MR. FLEISCHER: Well, the President began this course on September 12th, and this course is almost at its final day. The President believed that it was important to go the United Nations and test the United Nations to see if the international community could act in a way that was strong, effective and in a way that results in inspectors having the tools they need to do their jobs, to disarm Saddam Hussein.

The President chose a multilateral path. And we will ultimately see now, shortly, whether or not the U.N. will be successful. It didn't have to be this way. The President could have chosen to act, probably with the support of the American people, in a different way, but he laid out this course.

We are very close. I cannot tell you at this moment whether or not something will be tabled today, tomorrow or the next day. But a productive two weeks are becoming even more productive. But there are no assurances about what will happen next, still.

Q Okay, then on the fudge question, how did you work the question in, I guess --

MR. FLEISCHER: John, I think what I'd like to do is, until a motion is tabled, I'm not going to describe any of the language. There still are conversations going on with the members of the Security Council about the exact language.

Q But you know what the French wanted, they wanted the Security Council to decide what constituted a further material breach.

MR. FLEISCHER: Let me just say that this has been a very dedicated effort by America's diplomats, and a very important one. The diplomats have worked very hard to work with our friends and allies to find agreement on language. It's a reflection of the path that the President committed to. It's a reflection of the efforts made by the U.N. officials, by the State Department officials, by others in our government, to bring this to a point where we could keep the United Nations Security Council together.

This has been a test of the Security Council. We still have a final stage to go through with the Security Council. But I'm not going to characterize any of the specific word changes at this moment. I think that will all come out shortly, I'm just not prepared to do so at 11:30 a.m. central time.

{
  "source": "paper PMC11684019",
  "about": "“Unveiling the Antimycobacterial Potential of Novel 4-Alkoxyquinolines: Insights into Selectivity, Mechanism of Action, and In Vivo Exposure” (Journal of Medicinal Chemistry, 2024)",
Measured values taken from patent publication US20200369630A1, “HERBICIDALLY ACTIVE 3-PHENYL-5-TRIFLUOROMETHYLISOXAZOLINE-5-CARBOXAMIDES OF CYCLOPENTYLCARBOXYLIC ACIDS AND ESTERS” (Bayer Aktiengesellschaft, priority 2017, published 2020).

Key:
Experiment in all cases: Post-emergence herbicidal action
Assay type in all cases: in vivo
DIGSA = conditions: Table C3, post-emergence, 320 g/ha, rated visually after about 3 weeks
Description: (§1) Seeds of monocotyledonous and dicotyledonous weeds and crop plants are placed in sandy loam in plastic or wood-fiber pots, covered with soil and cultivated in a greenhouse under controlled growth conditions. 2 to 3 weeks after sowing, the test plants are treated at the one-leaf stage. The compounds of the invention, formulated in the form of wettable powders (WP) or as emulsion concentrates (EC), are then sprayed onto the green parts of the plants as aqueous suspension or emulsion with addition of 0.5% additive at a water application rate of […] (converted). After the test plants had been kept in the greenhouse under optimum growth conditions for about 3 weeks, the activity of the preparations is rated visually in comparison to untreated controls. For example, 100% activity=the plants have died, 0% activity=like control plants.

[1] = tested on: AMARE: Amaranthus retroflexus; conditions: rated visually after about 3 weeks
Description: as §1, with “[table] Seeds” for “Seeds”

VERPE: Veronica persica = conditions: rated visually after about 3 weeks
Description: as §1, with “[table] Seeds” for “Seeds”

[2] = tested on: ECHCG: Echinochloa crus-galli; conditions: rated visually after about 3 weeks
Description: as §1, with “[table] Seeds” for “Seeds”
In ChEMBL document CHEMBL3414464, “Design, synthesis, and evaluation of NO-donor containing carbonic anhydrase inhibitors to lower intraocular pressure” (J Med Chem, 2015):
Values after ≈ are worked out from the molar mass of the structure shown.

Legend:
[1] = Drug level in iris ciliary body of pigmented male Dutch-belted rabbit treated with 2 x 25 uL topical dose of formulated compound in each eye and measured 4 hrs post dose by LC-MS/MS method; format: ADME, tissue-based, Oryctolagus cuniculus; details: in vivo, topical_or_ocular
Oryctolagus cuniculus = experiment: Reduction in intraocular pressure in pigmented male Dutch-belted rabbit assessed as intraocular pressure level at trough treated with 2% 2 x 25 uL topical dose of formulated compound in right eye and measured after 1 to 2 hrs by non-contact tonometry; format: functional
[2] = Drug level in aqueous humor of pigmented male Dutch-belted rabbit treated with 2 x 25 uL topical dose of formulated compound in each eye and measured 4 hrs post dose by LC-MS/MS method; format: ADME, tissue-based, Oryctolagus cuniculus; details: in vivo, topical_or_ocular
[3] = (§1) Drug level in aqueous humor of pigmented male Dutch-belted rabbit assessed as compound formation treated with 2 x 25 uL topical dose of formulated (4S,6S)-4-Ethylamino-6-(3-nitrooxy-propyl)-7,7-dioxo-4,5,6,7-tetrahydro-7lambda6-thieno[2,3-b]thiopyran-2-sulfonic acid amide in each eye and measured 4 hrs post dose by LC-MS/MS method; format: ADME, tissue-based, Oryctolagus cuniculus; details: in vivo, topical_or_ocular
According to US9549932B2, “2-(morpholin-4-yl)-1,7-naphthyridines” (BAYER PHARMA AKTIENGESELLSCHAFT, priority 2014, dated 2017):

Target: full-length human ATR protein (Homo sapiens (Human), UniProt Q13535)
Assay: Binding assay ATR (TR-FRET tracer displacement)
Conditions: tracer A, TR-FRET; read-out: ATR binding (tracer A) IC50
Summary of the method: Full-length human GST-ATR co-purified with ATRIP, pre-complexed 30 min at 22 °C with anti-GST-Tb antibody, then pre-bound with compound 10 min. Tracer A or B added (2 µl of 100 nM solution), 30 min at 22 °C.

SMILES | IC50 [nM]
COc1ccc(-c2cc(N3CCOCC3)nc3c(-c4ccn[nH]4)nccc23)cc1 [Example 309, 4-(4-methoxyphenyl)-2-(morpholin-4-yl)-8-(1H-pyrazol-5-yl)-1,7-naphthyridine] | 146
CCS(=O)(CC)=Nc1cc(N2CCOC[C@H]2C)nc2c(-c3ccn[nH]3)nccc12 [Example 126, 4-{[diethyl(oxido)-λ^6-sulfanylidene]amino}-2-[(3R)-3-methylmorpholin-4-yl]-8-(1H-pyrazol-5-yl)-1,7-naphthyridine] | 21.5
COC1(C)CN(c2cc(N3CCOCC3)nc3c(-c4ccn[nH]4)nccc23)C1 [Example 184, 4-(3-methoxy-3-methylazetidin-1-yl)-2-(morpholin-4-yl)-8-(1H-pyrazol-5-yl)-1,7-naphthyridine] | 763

Q But I take it, though, that this isn't a game of brinkmanship. You work the language and you work with friends and Russia to the point where everybody is comfortable with it. You're not about to lay down something that will draw a veto?

MR. FLEISCHER: It's been a very healthy dose of good, solid diplomacy, backed up by a clear understanding that President Bush was determined to take action if the United Nations did not, and that he would do so in a multi-lateral way.

Q How confident are you that there will be a vote this week?

MR. FLEISCHER: Again, I'm not prepared to make any specific guesses about whether these will be tabled today, tomorrow or whatever day. That's something that the diplomats will make a final determination of.

Q And if it doesn't happen this week, when will the clock that you've said all along is ticking, when will it run out?

MR. FLEISCHER: I'm just not prepared to make any guesses on the final timetable. But it's abundantly clear that we are reaching the point of finality.

Q Has he made any phone calls on this today?

MR. FLEISCHER: I'll let you know if he does. I don't anticipate any.

Q And so far, has he been heartened or disheartened by the process at the U.N.?

MR. FLEISCHER: The President will make his final judgement after a vote is cast. This has been a slow process, but an important one. The President committed to this process. One of the ironies of this entire debate is the phony charge against President Bush that he would engage in unilateralism. What President Bush has done is demonstrated strength and determination, which has given multilaterialsm a chance. Unilateralism was the way of the '90s, because the multilateral organization known as the Security Council was slumbering, and the unilateralist was Saddam Hussein. Thanks to the President's strength and leadership by going up to New York and saying, this is your chance, the United Nations, to be relevant, the President changed the equation of what it means to be unilateral and what it means to be multilateral.